"This is the most important tip for anyone who wants to save money, regardless of their income," Lokenauth tells Best Life. "A budget will help you track your spending and see where your money is going. Once you know where your money is going, you can start to make changes to save more."
Automate your savings.
Regardless of your income, one of the best ways to save money is to automate your contributions, the experts say. By setting up a biweekly or monthly transfer into your savings account, you can ensure that you don't spend that money carelessly.
According to the investment advisor group Vanguard, most financial experts agree that you should have at least three to six months of living expenses set aside in an emergency fund. Calculate this number when you perform your self-audit and set it as your goal.
Shop promotions and deals.
If you feel like your grocery bill is higher than usual, you're not alone—food costs have recently soared due to inflation. Experts say you can offset these rising costs by using coupons, store savings apps, and promotional calendars to plan your shopping.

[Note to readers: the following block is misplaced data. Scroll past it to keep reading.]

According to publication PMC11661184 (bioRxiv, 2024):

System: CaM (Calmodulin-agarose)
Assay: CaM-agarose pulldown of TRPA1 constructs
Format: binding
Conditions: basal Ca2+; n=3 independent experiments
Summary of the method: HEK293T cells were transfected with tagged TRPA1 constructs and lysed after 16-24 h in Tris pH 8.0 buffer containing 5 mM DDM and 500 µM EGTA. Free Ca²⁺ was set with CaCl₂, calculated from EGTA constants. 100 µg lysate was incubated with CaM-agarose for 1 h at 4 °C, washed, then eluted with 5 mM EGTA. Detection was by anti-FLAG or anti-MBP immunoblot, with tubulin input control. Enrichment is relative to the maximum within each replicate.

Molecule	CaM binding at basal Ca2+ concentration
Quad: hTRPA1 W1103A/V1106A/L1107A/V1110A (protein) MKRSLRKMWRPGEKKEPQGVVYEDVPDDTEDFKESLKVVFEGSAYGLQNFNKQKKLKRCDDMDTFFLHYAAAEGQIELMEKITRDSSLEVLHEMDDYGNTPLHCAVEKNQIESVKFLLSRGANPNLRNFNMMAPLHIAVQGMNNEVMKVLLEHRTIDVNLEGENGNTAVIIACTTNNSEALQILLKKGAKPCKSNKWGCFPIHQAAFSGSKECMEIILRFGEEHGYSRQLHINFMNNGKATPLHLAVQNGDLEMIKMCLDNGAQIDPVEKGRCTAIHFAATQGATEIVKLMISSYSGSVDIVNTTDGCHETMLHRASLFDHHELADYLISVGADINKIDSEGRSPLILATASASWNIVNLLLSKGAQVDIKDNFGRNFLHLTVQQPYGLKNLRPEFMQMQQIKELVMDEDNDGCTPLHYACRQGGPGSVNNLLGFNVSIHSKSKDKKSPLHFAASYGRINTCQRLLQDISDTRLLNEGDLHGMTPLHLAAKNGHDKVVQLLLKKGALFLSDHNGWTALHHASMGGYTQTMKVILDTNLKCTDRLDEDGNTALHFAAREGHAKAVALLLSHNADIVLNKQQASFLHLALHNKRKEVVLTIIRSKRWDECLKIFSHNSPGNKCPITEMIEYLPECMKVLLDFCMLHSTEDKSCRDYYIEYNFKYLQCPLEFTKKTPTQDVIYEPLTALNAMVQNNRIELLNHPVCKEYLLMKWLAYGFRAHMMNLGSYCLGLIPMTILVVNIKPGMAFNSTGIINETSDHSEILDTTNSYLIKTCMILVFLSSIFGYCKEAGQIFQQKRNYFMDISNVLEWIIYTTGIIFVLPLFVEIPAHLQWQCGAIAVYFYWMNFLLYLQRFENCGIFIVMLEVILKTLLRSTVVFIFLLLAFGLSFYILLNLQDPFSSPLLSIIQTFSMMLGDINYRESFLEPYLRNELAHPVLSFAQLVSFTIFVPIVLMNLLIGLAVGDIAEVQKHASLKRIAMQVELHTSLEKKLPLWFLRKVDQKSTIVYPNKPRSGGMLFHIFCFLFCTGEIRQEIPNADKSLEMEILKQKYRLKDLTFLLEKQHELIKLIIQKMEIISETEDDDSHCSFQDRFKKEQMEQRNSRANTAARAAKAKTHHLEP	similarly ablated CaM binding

"I would highly recommend those looking to save money on a fixed income start shopping based on deals and promotions," says Carter Seuthe, CEO of Credit Summit Consolidation. "This is especially applicable for grocery shopping, where certain essentials might be offered at lower prices depending on where you shop."
Melissa Cid, a Consumer Savings Expert and the site manager for MySavings.com, says that using coupons is now easier than ever.
"Almost every grocery and drugstore now has digital coupons on their apps that you can clip and redeem with your phone. There are even rebate apps like Ibotta, Fetch, and Rakuten that will pay you cash back for your purchases online and in-store," she says.
Sell the things you no longer need.
Selling items you no longer need is another great way to save money on a fixed income—and it'll also help you declutter your home.